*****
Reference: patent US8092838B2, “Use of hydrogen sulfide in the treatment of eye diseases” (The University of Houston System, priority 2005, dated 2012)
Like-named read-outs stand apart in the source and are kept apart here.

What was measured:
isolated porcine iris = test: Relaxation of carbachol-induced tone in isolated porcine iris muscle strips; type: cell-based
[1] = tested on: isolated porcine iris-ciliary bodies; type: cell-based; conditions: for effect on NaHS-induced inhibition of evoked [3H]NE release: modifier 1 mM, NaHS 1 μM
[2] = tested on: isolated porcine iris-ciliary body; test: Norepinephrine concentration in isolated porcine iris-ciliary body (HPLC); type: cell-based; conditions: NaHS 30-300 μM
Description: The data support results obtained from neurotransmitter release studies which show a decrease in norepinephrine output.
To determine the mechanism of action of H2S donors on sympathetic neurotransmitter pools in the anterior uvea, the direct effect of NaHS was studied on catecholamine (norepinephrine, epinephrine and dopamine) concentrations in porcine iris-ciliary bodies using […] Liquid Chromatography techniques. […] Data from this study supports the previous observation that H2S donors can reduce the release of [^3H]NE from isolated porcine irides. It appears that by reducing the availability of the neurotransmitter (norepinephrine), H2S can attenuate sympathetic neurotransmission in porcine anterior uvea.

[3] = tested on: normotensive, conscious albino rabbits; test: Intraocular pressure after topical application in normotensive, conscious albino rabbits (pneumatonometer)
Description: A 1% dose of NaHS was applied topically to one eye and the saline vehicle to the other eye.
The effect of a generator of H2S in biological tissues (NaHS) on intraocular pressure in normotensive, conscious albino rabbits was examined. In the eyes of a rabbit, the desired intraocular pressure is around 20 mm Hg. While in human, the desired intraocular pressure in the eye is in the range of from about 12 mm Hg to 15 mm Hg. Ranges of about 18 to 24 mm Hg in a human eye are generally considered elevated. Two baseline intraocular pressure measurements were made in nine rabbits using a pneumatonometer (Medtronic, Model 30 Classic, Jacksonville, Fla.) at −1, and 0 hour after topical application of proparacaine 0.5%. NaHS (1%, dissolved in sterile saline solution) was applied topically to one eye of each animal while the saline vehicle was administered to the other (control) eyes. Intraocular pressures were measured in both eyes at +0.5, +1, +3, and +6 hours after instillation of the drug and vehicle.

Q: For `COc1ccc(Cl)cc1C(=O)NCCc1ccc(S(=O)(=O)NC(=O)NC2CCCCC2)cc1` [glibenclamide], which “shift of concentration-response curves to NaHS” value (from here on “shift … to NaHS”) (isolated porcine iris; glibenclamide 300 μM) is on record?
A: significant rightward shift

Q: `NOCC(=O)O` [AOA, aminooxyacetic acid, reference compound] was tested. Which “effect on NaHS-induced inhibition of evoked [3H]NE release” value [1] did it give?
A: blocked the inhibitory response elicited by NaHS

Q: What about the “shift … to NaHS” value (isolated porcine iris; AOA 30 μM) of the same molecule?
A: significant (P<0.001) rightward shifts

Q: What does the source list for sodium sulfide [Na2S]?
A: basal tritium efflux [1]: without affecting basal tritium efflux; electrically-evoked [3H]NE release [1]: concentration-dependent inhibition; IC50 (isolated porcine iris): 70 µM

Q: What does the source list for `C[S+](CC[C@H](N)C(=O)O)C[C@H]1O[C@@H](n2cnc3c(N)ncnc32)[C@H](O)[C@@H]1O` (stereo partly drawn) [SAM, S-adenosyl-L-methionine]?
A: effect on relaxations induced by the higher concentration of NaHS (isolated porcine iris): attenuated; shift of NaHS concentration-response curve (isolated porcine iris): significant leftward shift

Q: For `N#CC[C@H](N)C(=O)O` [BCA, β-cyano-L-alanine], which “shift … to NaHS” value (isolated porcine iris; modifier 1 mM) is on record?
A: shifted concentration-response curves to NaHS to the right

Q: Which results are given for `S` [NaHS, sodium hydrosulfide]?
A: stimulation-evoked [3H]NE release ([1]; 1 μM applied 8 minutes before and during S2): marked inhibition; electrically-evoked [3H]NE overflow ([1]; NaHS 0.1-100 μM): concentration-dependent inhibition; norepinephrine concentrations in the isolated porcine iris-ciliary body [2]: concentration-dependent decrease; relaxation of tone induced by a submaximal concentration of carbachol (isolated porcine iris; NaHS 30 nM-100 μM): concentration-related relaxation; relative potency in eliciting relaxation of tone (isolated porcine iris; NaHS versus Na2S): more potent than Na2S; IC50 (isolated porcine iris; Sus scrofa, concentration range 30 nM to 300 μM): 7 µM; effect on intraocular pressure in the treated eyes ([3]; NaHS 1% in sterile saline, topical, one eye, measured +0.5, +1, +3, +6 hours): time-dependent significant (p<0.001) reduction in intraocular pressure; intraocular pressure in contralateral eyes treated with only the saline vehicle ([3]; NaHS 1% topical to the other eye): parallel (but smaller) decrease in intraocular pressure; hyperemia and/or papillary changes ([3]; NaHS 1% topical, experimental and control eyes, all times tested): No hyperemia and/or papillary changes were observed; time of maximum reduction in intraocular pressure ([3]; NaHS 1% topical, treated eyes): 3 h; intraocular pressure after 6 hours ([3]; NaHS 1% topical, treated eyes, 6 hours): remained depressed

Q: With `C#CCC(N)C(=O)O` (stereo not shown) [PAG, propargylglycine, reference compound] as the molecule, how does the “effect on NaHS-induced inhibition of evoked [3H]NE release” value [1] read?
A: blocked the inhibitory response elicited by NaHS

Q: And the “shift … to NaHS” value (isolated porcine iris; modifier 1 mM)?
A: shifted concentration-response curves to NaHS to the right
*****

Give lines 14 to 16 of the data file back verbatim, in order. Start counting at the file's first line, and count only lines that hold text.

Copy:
Q: `NOCC(=O)O` [AOA, aminooxyacetic acid, reference compound] was tested. Which “effect on NaHS-induced inhibition of evoked [3H]NE release” value [1] did it give?
A: blocked the inhibitory response elicited by NaHS

Q: What about the “shift … to NaHS” value (isolated porcine iris; AOA 30 μM) of the same molecule?